Biz Beat

On Vito’s, downtown Modesto, Chicago and New Orleans

Vito's Ristorante in Modesto, Calif., on Wednesday, Jan. 11, 2017.
Vito's Ristorante in Modesto, Calif., on Wednesday, Jan. 11, 2017.

In a twist on that old saying, “When one door closes, another opens,” the doors of one downtown Modesto restaurant have closed, but those same doors soon will open as another entity.

Vito’s, which has occupied a spot on 13th Street for the past seven years, closed at the beginning of the year. Owner Ray Ashak said he and his wife, May, have always planned to return to his hometown of Chicago and this seemed like a good time.

The Ashaks took over Vito’s from its original owners, who operate Vito’s in Turlock. Ray was the manager of the Modesto location at the time.

Now they are headed back to Chicago, where he will return to his previous line of work, purchasing. “I may do some catering,” he said. But before the Ashaks leave, they wanted to make sure I included their thanks to their customers, employees and to Lazar and Francia Piro, owner of the original Vito’s in Turlock “for giving us our start.”

Prior to becoming Vito’s, the site housed Oceana restaurant. More on that in a moment.

As for what’s happening at the restaurant, it won’t be vacant long. Attorney Mark Nelson has taken over and plans a quick turnaround.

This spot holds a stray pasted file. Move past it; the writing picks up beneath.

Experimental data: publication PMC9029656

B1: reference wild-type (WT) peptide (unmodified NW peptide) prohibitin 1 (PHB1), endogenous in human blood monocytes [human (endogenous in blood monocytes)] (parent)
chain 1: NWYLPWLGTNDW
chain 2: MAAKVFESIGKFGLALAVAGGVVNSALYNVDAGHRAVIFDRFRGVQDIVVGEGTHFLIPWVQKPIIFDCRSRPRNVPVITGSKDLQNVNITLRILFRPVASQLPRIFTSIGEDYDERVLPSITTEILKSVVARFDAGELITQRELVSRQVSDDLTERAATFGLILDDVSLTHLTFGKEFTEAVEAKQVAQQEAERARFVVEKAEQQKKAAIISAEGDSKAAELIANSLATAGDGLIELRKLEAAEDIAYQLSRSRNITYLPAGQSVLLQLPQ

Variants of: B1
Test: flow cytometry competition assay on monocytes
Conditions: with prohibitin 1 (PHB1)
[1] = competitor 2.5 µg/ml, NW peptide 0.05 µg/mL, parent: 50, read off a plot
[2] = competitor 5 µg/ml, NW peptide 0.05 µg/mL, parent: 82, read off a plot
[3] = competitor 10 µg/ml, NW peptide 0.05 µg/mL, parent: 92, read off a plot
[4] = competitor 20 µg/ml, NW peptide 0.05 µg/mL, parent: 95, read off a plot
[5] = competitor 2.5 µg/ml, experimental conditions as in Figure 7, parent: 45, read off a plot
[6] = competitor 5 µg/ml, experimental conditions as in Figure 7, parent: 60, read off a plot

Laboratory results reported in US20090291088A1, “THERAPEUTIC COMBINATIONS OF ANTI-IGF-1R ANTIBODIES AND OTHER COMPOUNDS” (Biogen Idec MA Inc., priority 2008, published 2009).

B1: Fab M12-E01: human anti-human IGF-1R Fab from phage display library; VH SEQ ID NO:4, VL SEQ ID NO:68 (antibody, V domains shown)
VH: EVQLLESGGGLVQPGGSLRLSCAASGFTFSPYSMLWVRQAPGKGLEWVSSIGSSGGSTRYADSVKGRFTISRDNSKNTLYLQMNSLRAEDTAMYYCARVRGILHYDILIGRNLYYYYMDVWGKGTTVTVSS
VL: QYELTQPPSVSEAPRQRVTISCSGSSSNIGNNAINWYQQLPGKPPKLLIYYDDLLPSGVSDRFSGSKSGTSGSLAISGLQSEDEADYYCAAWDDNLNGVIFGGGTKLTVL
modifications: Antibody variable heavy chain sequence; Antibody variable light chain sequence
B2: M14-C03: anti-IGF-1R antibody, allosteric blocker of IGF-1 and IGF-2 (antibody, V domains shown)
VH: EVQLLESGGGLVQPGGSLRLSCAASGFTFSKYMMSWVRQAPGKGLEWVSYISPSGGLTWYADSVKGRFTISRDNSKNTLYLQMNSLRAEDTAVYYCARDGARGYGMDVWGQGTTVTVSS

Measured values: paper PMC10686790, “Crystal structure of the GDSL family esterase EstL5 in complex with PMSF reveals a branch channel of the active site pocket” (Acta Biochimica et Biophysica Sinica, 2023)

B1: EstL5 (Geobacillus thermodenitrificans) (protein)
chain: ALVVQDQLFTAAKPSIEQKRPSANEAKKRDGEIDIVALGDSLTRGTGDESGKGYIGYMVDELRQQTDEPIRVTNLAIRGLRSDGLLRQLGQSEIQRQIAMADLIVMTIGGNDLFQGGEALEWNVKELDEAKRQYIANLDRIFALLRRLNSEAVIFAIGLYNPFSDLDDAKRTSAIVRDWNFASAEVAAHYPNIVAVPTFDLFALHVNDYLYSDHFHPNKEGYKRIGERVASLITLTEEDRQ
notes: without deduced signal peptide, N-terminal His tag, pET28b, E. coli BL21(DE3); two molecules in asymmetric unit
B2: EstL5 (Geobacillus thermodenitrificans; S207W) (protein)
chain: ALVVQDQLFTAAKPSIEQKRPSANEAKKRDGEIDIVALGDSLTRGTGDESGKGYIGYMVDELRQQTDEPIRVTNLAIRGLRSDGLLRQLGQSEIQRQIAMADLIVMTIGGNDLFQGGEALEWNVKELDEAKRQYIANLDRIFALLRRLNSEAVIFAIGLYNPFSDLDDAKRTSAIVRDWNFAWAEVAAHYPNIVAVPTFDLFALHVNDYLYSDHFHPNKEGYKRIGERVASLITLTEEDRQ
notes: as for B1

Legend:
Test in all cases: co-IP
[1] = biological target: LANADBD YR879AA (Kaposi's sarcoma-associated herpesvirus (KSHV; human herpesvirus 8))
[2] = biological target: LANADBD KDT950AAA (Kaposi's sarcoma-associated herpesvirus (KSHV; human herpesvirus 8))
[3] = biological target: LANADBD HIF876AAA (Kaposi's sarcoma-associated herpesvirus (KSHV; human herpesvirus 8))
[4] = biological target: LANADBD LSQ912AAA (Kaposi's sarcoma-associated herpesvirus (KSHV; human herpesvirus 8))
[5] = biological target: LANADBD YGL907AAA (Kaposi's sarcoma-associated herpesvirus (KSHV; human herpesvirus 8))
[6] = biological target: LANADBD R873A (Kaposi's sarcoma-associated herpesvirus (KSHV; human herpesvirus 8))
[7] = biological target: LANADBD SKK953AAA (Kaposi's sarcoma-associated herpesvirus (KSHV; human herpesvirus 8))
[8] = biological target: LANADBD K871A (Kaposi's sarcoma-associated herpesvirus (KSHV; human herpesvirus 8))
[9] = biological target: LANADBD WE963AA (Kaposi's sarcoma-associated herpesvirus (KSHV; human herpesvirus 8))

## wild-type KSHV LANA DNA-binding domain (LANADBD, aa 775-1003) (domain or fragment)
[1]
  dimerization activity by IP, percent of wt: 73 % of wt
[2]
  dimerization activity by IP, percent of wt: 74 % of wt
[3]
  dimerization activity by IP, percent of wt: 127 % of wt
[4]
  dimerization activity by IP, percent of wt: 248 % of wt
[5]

Nelson said he will open Bayou Bar and Grill in the next few weeks.

I asked Nelson, a 30-year attorney, why he decided to get into the restaurant business. “I don’t know if I’m tired of practicing law or I’m out of my mind,” he said, laughing. He said he hopes to provide his son, also Mark Nelson and a bartender, an opportunity to manage and eventually take over the restaurant.

Nelson is familiar with Vito’s, having been a regular customer over the years. In fact, originally he planned to keep the name and the menu – he is keeping some of the staff.

“But the more I thought about it, I realized we have a lot of Italian restaurants, we have a lot of Mexican restaurants,” he said. “We don’t have a Cajun restaurant.”

Nelson has frequented New Orleans over the years, and has become a fan of the art and music, and, of course, the food.

He plans traditional fare like jambalaya and gumbo. “But we’ll also have burgers, pizza, pasta and oysters,” he said.

I am particularly looking forward to the “Blue Bayou,” a burger with blue cheese. There also will be a full bar. And – good news for fans like me – holdovers from Vito’s that include the Waldorf salad.

And speaking of holdovers and history, fans of Oceana will be happy to learn that chef Chris Bonora is returning to take the reins in the kitchen. “He’s one of the top chefs in the area,” Nelson said.

All in all, Nelson envisions a lively but elegant restaurant. “It’ll be a fun, lit-up, energetic environment, I think,” he said.

Remodeling work on the site has begun and is moving along at a fast clip. Nelson said he would love to be open by Valentine’s Day. “My contractor says that’s impossible, but we’ll see,” he said. “I think it’s possible.”

In the meantime, the Bayou is hiring. Anyone interested in applying can contact Diane Marcuerquiaga at 209-606-0011.